Recently, in one of my WhatsApp groups, I saw a message from someone asking for help. The person who sent the message was asking the group whether anyone knew a priest in the Diocese of Lucknow, India — they needed his contact number, urgently!
I saw the message nearly 10 minutes after it was posted. Since I don't know anyone, I ignored it. Another 15 minutes later, I checked the message and saw no one had responded, so I decided to ask the person if he got any reply from anyone. He desperately said, "No sister, and it is very urgent."
Quickly, I got into action: Luckily, I contacted the right person, and in few minutes' time the one who was seeking the contact number for a priest got it — and the mission was accomplished.
However, it was too late. He was seeking the help of a priest for someone on their deathbed who needed to be anointed. The few minutes' delay made a huge difference: Although the priest rushed to the spot, the patient had breathed his last.
Technology is a good friend of humankind. Digital technology is nothing less than a lifeline for every individual across any demographic group. Life is just a click away from anything. It has become of too much importance for everyone. Technology has become so much engrained in our lives, sometimes our motor actions become too automatic.
Funny story: One day, I was reading an inscription in tiny letters written on a bottle; in my attempt to read it, I found myself trying to "zoom out" the letters written on the bottle! In another instance, a friend of mine was writing on a piece of paper, and after writing the first three syllables of the word, she paused for the "auto-suggestion." It took a few seconds for her to come to reality.
Technology is good. But letting technology form our behaviors is not always so good.
We hear a lot about cybercrimes, and fraudulent behaviors of hackers. Those are recognized as antisocial behaviors in the internet space that have a grievous impact on society, the individual or the community. There are laws and rules to deal with them. But there are subtle ways where we misuse technology or perhaps treat it too lightly or too seriously in real life.
For example, in the incident narrated in the beginning, I am sure it was the negligence of the people who were in the group that led to the sad ending of the story. Everyone decided to let someone else do it — missing a chance to be a good Samaritan! In the first place, the person trusted too much on the new mode of communication, taking for granted that everyone would take the message seriously with the same kind of urgency he had posted it. No. No one cared about it, even though it had the word "urgent" in it.
Has our generation turned emotionless? Or is this a syndrome of excessive familiarity, or passing the buck to others? Beware, this rings a warning bell!
Forward/share culture is very common on social media platforms. Some posts fly at lightspeed. Everyone wants to break the news. Fine. Ultimately social media is meant for socializing.
But have you considered: What if this culture unconsciously insinuates itself into our character? Yes, it can be dangerous and add up to serious breaches of confidentiality and character assassination.
One day, I was talking to someone on the telephone. She was sharing with me few details of an incident — the trailer of a gossip story. The moment that person ended the call, my instinctive reaction was to call another friend of mine and narrate the incident.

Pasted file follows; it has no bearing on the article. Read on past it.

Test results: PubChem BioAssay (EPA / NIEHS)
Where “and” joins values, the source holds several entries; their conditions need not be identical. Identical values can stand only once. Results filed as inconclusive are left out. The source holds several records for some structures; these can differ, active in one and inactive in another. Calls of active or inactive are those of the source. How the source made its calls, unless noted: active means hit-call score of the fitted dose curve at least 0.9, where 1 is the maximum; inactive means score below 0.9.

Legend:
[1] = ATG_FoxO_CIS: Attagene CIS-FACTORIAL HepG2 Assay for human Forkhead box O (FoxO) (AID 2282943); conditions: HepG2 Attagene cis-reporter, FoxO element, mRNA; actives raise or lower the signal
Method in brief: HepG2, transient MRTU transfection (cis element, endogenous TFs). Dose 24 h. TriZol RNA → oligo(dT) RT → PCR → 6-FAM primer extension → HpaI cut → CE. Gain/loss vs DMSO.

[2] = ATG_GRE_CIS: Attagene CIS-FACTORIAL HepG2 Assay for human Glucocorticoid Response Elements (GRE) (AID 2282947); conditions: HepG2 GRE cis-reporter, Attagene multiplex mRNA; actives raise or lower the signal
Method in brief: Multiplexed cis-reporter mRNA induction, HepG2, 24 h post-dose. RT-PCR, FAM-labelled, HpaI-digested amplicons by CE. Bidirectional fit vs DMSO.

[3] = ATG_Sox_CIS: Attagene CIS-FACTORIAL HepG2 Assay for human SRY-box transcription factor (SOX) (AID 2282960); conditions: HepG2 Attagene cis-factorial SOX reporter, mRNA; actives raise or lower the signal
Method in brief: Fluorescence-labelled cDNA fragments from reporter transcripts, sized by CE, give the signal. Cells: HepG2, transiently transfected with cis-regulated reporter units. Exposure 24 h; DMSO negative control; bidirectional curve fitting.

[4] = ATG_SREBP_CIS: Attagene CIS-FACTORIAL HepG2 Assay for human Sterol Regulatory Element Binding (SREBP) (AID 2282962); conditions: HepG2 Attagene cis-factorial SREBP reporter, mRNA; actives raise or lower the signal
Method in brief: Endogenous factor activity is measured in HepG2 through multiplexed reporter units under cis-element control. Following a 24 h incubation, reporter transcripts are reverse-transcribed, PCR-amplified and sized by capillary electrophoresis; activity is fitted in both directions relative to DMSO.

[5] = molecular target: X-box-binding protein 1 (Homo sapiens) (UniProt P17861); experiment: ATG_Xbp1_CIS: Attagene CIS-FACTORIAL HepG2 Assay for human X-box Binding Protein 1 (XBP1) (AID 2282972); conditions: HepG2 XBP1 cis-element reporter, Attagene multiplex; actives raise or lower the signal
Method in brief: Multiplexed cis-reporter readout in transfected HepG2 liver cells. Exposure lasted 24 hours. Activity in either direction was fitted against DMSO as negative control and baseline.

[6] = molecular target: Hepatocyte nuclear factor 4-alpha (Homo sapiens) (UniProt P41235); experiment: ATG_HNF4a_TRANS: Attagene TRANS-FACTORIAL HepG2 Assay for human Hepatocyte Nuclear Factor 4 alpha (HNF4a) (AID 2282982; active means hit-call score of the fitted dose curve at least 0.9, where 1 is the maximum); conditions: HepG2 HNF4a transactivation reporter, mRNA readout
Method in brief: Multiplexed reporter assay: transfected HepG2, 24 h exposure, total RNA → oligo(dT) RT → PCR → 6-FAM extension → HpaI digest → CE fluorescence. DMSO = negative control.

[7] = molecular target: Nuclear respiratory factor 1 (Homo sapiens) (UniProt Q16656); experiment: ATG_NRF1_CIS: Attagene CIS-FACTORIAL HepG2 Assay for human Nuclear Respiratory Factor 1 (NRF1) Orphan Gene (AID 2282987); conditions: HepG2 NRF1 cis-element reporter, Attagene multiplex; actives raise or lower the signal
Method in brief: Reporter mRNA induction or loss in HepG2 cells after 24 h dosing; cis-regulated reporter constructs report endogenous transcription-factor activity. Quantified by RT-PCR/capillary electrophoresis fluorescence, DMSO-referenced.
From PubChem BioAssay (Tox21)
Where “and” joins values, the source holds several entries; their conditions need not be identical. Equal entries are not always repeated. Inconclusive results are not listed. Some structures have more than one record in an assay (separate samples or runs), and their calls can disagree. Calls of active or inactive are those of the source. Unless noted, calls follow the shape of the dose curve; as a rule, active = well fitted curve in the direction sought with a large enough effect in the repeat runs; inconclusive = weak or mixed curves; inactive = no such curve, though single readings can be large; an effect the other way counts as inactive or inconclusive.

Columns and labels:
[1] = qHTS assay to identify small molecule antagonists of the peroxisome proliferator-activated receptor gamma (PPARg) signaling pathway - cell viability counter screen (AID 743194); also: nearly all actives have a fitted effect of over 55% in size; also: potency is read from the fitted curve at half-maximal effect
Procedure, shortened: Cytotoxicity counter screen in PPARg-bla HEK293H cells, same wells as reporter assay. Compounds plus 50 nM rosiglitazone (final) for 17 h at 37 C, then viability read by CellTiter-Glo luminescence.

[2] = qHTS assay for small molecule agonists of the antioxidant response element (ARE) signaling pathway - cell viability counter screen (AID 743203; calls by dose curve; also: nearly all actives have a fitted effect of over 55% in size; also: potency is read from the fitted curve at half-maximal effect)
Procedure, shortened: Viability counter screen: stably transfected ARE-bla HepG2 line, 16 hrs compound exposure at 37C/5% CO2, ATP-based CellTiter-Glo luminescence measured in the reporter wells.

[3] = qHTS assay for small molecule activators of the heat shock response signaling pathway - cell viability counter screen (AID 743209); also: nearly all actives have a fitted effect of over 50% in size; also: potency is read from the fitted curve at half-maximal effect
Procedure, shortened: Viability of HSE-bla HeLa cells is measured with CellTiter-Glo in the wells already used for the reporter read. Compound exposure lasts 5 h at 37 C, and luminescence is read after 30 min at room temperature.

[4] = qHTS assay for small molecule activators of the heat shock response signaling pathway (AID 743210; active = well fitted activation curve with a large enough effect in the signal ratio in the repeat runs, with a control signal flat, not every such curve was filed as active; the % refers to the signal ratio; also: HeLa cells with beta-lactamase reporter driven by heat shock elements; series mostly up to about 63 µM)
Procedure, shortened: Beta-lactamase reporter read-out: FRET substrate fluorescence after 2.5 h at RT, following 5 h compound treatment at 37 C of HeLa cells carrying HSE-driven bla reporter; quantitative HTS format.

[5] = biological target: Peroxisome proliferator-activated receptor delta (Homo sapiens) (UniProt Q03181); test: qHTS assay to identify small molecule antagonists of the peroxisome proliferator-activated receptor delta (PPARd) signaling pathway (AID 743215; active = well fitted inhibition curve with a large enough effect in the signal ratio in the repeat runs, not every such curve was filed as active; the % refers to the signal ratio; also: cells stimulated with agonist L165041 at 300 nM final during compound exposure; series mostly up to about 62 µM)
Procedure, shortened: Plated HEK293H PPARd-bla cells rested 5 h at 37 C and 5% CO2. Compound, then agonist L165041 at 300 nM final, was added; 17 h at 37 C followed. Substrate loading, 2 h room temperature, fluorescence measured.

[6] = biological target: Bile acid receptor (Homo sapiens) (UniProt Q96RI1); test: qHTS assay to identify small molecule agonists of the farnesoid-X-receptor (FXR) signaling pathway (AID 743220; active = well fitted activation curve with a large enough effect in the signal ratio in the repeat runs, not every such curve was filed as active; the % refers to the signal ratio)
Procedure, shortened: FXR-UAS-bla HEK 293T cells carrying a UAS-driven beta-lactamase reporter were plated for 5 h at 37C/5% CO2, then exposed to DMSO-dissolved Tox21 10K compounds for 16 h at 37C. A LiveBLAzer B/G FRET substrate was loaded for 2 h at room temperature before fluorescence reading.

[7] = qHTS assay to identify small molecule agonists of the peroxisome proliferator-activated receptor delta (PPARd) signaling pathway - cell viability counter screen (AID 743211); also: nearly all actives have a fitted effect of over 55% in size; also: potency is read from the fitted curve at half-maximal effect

Suddenly, it dawned on me: We are in such a hurry to forward anything we hear or read. The "forwarding culture" has seriously affected our capacity to maintain confidentiality. It may vary from individual to individual, but online behavior has an impact on offline behavior. Beware, it rings a warning bell!
Interactive media is an excellent platform for bridging relationships. Anyone who has befriended social media will not have much reason to feel aloof. There are certainly enough topics to be engaged with. However, it is neither safe nor private, and we do not have unlimited access to the person at the other end.
A group of young boys and girls were sitting across from me. They were seriously talking about the "girlfriend" of one of them. The gang persuaded the boy to break up with her. They compelled him to call her up. He telephoned her, and as he began the conversation the gang signaled to him to keep the mobile phone on the loudspeaker mode.
The girl kept pouring her heart out, unaware that a group was listening to her. The boy at this end said only one thing: "Let's break up" and he kept repeating it.
In a few minutes the gang instructed him to cut the call, and block her number. He did as they instructed. A dramatic end of a love relationship. I was shocked to witness this savage nature of human beings. Beware, not all relationships are safe on social media. It rings a warning bell!
Humans beings are social animals, and there are social factors that keep us civilized. Virtues, values and social consciousness are some of those inherited and acquired qualities that keep us socially acceptable persons. In an era where technology can eclipse our identity, we need not have to surrender our innate capacities and skills.
It's the technology that changes rapidly: I haven't heard of human beings acquiring genetic mutations, being born with different set of genes, and functioning in totally alien ways to the existing breed. Life, death and the little time we have to spend in between these extremes is similar for all of us.
Technology is good, especially Web 2.0. But our ability to balance between virtual reality and actual reality is the greatest challenge. We all need to take time to fact-check our lives, just to validate — has the technology formed me or have I customized technology according to my requirements?